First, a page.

The chilly winter weather is finally turning the aspens and fig trees a glorious yellow, and their leaves are beaten off the branches by the seasonal cold rains, which are hitting us more than they did last year. I could see my breath in my house last night – and with all of the world my refrigerator, I could finally buy 1/2 a kilo of real, co-op made butter in Tinjdad last week and not worry that it would melt all over my bag on the way up! As I’ve been using store-bought margarine or, occasionally, heavily salted butter made by neighbors, this is a glorious addition to my kitchen.
The butter was purchased to be part of a pie crust – it was agreed that a pie crust would be ashamed to be made of margarine, and I wanted to make a practice pie or two before making them for a group at Thanksgiving. I also bought a kilo of pumpkin – I really wasn’t sure if it would cook down or not, and I needed two cups per pie.
Before I got around to making the pie, though, I got cold and hungry. I started searching online for Pumpkin Soup, but that always had some exotic ingredient in it (cream? who has that?), so I started searching for curries or black bean and pumpkin something-or-other. I was shocked when I was searching for recipes online – while I was certainly guilty of this myself back home, I forgot how much Americans rely on cans. They wanted canned tomatoes, canned black beans, and canned pumpkins – well, I had fresh pumpkin and tomato and dried black beans, and I’m now convinced life is better that way. Black beans take a little over half an hour in the pressure cooker, so after they’d been cooking for 25 minutes I added pumpkin, then started cooking garlic and tomatoes in a pan. I mixed all that up with traditional chili spices and some coriander and a pinch of cinnamon, then decided it would go really well with some whole wheat cornbread. Hemdullah, the cornbread came out of the oven perfectly cooked (and delicious, I’m never using white flour in cornbread again). This was pretty much the most delicious thing I’d cooked in a long, long time. I wish I had a picture of my pumpkin chili and cornbread, but I was sadly remiss in taking one.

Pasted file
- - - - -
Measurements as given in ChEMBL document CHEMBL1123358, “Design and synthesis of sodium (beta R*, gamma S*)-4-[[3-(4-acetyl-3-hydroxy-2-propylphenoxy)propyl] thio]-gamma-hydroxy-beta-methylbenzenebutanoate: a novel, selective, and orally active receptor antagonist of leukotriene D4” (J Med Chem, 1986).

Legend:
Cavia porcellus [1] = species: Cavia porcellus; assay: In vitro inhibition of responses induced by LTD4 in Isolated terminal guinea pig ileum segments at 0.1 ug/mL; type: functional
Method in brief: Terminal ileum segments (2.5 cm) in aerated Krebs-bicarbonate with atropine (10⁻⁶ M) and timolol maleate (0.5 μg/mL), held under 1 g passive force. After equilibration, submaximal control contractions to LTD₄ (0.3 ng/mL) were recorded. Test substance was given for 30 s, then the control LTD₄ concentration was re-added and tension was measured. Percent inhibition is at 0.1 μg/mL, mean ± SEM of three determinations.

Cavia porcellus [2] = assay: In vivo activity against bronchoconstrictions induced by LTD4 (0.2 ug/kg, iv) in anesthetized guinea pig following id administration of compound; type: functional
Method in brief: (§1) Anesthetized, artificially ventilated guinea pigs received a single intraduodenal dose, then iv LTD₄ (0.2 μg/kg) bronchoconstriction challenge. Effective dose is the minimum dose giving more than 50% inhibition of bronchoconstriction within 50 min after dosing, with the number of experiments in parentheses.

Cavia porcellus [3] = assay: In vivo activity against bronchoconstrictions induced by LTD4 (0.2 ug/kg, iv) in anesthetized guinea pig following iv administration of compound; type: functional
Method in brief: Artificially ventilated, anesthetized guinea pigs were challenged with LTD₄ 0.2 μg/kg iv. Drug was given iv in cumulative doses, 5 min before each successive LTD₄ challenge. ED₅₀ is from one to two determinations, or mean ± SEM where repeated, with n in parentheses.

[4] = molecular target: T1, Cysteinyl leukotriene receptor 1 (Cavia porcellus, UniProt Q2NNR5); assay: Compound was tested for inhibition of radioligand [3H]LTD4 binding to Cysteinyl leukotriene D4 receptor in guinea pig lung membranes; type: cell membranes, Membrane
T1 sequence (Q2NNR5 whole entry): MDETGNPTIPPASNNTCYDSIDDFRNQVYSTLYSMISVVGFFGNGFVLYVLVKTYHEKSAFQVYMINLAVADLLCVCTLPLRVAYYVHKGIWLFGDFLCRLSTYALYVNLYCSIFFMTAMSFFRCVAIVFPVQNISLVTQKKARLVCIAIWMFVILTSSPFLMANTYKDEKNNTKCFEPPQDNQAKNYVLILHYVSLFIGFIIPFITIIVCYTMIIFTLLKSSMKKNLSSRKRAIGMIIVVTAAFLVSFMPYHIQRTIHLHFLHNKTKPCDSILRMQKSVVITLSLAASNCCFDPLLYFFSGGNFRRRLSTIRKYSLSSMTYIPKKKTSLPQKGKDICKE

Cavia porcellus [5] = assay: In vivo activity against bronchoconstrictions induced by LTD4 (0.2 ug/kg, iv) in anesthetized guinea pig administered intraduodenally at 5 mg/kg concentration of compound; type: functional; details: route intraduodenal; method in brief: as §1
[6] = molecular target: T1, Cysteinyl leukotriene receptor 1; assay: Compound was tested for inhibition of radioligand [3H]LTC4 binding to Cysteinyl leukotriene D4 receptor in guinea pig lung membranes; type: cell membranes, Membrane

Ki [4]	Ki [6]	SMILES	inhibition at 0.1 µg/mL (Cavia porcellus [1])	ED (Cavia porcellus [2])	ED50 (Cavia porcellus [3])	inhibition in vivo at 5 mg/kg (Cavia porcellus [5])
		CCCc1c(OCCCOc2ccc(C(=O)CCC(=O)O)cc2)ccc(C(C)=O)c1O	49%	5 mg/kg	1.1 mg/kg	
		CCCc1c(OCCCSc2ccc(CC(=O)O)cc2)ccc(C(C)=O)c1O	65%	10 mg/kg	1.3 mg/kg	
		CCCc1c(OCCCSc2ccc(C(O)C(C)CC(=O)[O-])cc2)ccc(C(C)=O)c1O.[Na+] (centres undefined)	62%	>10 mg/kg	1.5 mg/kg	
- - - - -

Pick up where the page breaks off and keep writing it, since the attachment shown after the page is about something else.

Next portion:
Anyhow, this set off a bit of a cooking extravaganza for me. I haven’t strictly eaten at home this week – on top of the usual visiting people for lunch, I’ve also been to two weddings (after which it’s impossible to eat dinner, they feed you so much!). Even so, after finishing my chili, I made my first from-scratch pumpkin pie (lesson: steam rather than boil the pumpkin) which, encouragingly, came out delicious enough for me to bring the last third down to my landlord and his wife, who wolfed everything down immediately (I’ll take that as a compliment).
Then, since I didn’t have enough pumpkin for another pie (1/2 kilo), I made mashed pumpkins and potatoes (about 1/2 pound each of pumpkin and potato, mashed around 1/2 an onion and some garlic fried in a little bit of butter. No spices necessary). This sadly was the last of my pumpkin. I tried to get more at the shops in my neighborhood, but they were all plumb out of pumpkin – so I got some eggs instead, and after considering my options at home, made some quichelettes:
I’ve been hesitant to use my oven very much before this point, because I (a) never baked a lot in the states and (b) have had a very slow learning curve in trying to get my Moroccan oven to obey me. I think, though, that I’ve finally figured out how to stop burning things while simultaneously under-cooking their insides, drying them out, or, as one friend recently did, burning my eyebrows off due to lighting difficulties.
I’m super excited to go to souq on Sunday in Tinjdad to pick up more pumpkin – in gearing up for Thanksgiving, I fully intend to be the pie fairy, delivering pies to friends of mine in town and wishing them happy ‘3id n shukr’, Feast of Thanks.